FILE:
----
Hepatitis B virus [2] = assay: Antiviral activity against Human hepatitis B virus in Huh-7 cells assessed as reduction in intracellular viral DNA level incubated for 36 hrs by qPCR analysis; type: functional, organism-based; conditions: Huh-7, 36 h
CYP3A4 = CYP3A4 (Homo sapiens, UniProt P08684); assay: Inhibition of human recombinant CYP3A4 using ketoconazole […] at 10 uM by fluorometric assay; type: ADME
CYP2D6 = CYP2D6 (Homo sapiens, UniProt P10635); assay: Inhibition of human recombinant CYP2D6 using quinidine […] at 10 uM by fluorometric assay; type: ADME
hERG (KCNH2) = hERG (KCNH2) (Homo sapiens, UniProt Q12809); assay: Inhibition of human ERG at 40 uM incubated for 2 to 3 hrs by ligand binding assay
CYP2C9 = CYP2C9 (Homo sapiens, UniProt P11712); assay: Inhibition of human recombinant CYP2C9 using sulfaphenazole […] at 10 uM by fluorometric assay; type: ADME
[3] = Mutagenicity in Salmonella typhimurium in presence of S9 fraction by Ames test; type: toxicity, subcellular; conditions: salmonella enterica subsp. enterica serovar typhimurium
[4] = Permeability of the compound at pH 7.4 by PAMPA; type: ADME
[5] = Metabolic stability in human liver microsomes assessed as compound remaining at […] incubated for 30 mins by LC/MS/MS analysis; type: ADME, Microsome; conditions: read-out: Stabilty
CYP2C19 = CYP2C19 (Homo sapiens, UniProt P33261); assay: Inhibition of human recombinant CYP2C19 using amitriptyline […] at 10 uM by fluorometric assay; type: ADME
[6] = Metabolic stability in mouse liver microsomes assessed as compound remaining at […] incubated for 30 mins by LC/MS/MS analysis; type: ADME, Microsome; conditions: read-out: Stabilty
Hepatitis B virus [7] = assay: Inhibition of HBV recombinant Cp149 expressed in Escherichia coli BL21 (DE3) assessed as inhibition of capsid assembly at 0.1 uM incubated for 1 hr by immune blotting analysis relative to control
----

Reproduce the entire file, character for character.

Hepatitis B virus [2] = assay: Antiviral activity against Human hepatitis B virus in Huh-7 cells assessed as reduction in intracellular viral DNA level incubated for 36 hrs by qPCR analysis; type: functional, organism-based; conditions: Huh-7, 36 h
CYP3A4 = CYP3A4 (Homo sapiens, UniProt P08684); assay: Inhibition of human recombinant CYP3A4 using ketoconazole […] at 10 uM by fluorometric assay; type: ADME
CYP2D6 = CYP2D6 (Homo sapiens, UniProt P10635); assay: Inhibition of human recombinant CYP2D6 using quinidine […] at 10 uM by fluorometric assay; type: ADME
hERG (KCNH2) = hERG (KCNH2) (Homo sapiens, UniProt Q12809); assay: Inhibition of human ERG at 40 uM incubated for 2 to 3 hrs by ligand binding assay
CYP2C9 = CYP2C9 (Homo sapiens, UniProt P11712); assay: Inhibition of human recombinant CYP2C9 using sulfaphenazole […] at 10 uM by fluorometric assay; type: ADME
[3] = Mutagenicity in Salmonella typhimurium in presence of S9 fraction by Ames test; type: toxicity, subcellular; conditions: salmonella enterica subsp. enterica serovar typhimurium
[4] = Permeability of the compound at pH 7.4 by PAMPA; type: ADME
[5] = Metabolic stability in human liver microsomes assessed as compound remaining at […] incubated for 30 mins by LC/MS/MS analysis; type: ADME, Microsome; conditions: read-out: Stabilty
CYP2C19 = CYP2C19 (Homo sapiens, UniProt P33261); assay: Inhibition of human recombinant CYP2C19 using amitriptyline […] at 10 uM by fluorometric assay; type: ADME
[6] = Metabolic stability in mouse liver microsomes assessed as compound remaining at […] incubated for 30 mins by LC/MS/MS analysis; type: ADME, Microsome; conditions: read-out: Stabilty
Hepatitis B virus [7] = assay: Inhibition of HBV recombinant Cp149 expressed in Escherichia coli BL21 (DE3) assessed as inhibition of capsid assembly at 0.1 uM incubated for 1 hr by immune blotting analysis relative to control